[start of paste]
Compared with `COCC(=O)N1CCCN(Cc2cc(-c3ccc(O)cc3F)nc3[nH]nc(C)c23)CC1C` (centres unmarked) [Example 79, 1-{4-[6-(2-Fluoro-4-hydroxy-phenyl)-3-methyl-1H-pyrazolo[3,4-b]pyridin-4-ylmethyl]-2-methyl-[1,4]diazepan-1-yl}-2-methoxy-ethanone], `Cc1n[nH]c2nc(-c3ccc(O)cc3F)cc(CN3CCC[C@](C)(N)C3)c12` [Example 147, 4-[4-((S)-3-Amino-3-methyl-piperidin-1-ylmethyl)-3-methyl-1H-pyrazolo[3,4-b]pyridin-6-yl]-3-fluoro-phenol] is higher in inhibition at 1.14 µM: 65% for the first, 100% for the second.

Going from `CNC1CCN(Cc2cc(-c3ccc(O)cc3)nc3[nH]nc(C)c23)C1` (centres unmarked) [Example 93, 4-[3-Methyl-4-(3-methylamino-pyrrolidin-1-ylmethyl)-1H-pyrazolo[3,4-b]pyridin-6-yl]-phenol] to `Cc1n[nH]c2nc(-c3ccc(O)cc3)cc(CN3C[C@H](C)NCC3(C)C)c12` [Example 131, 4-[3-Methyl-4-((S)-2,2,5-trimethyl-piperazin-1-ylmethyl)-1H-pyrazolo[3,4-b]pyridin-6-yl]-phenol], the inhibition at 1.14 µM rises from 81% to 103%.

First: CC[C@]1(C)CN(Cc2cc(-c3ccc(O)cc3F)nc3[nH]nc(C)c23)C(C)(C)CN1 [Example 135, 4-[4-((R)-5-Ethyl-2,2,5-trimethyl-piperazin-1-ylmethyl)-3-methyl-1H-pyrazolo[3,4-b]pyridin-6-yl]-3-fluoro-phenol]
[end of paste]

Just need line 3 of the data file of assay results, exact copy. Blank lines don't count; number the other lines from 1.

First: CC[C@]1(C)CN(Cc2cc(-c3ccc(O)cc3F)nc3[nH]nc(C)c23)C(C)(C)CN1 [Example 135, 4-[4-((R)-5-Ethyl-2,2,5-trimethyl-piperazin-1-ylmethyl)-3-methyl-1H-pyrazolo[3,4-b]pyridin-6-yl]-3-fluoro-phenol]